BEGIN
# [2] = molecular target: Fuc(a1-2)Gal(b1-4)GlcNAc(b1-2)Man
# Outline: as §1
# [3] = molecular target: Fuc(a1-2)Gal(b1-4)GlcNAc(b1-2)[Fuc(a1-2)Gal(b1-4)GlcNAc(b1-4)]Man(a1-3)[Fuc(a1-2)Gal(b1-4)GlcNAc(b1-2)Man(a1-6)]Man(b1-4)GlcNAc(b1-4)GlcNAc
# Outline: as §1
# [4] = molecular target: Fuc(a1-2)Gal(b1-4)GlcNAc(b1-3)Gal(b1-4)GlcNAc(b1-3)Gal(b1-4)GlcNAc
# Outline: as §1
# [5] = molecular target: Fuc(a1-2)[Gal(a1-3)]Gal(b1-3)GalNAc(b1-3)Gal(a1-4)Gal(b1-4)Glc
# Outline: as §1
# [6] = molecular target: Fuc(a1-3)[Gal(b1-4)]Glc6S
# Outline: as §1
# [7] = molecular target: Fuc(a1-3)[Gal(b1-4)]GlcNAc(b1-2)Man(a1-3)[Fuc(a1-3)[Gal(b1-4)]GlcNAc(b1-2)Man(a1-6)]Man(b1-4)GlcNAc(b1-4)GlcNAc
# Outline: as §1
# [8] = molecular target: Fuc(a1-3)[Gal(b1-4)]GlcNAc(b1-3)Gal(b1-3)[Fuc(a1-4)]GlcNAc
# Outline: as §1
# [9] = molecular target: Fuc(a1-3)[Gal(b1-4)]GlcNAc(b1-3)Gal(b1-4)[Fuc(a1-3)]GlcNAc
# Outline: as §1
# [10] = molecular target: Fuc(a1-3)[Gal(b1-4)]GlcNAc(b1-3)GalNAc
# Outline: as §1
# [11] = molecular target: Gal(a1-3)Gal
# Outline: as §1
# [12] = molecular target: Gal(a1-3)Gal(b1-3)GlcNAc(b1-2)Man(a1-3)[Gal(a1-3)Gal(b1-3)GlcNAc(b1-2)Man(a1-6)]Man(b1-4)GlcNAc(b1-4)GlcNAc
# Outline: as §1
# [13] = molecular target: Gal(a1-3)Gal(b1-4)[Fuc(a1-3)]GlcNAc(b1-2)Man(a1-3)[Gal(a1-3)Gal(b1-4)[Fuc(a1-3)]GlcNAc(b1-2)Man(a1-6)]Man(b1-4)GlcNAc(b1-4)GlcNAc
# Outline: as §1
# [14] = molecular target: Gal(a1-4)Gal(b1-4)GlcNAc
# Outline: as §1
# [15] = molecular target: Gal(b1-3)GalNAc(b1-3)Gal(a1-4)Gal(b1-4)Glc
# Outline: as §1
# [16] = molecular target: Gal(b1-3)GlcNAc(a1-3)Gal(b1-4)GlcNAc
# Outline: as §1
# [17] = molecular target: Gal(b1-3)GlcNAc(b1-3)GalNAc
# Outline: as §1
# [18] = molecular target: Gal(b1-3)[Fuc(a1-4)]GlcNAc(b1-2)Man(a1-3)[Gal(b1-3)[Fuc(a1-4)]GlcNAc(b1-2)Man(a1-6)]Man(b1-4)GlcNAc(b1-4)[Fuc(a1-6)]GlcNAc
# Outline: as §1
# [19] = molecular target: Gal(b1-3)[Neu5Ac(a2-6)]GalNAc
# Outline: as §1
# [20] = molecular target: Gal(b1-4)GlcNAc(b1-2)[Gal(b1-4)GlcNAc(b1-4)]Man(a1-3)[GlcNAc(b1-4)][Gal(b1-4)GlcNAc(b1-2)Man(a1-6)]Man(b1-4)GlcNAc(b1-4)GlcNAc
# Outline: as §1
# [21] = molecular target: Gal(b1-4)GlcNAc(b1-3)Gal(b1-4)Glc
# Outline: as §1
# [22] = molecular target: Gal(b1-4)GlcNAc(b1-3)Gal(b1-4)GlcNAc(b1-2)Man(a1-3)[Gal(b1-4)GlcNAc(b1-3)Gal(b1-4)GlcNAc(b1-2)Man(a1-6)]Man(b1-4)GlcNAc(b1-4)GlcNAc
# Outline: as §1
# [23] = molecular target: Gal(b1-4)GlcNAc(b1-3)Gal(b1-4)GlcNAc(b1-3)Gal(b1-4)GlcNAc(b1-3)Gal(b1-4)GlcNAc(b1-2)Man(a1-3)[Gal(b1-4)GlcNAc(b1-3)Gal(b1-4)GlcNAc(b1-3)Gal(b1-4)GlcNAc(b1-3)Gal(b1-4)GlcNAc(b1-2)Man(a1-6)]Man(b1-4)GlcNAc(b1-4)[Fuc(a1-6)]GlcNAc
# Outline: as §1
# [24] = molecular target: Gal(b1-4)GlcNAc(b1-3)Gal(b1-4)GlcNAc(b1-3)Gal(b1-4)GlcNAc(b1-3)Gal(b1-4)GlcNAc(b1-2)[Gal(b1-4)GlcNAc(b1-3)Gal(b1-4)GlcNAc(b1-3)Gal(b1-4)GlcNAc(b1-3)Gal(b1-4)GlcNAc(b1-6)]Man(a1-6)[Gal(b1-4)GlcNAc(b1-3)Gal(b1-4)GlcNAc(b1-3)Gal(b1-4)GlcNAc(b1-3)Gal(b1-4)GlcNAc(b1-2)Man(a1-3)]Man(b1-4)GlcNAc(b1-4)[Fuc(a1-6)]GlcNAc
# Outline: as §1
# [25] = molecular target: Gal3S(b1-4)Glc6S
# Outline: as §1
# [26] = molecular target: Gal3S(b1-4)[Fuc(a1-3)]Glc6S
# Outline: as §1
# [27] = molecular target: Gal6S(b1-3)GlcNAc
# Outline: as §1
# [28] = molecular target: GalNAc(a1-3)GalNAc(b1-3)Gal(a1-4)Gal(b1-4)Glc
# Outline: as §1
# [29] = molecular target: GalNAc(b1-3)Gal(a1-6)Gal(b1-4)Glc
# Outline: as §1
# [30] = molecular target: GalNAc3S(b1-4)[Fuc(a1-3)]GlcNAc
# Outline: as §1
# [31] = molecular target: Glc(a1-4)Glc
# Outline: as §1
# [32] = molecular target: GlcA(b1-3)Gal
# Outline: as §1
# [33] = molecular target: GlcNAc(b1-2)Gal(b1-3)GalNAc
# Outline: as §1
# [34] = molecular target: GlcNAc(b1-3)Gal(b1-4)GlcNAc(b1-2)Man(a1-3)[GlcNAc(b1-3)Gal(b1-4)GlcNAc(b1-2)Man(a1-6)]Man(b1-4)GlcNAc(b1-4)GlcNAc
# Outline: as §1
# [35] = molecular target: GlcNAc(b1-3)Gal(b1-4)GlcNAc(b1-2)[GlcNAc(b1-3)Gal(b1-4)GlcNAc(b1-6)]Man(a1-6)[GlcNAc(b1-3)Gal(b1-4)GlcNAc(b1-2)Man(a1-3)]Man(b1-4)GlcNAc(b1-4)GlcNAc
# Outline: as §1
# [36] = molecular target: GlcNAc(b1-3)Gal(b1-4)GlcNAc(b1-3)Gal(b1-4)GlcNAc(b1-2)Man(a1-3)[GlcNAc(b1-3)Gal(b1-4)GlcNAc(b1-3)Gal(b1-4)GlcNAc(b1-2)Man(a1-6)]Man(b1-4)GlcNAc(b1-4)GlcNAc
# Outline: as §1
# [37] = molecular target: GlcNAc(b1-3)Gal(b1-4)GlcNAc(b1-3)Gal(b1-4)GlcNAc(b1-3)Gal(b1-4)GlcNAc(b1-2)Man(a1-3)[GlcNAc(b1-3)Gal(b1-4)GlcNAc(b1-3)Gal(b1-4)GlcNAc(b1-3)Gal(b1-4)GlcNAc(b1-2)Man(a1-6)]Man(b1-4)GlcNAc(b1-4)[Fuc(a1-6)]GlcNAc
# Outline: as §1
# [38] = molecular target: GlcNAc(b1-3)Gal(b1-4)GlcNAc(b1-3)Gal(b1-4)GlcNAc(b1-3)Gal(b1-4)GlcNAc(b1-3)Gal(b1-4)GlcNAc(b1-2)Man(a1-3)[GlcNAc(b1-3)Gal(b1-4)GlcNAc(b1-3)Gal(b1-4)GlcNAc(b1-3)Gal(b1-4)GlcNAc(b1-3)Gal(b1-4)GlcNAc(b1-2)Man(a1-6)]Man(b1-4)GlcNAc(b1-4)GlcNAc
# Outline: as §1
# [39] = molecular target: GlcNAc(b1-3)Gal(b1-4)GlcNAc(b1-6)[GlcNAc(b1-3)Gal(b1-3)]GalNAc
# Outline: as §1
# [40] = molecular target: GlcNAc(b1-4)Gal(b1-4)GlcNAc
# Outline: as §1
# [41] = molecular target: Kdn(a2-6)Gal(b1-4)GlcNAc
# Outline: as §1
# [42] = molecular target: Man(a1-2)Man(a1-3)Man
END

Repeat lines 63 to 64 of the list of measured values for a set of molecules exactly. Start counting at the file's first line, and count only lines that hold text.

# [33] = molecular target: GlcNAc(b1-2)Gal(b1-3)GalNAc
# Outline: as §1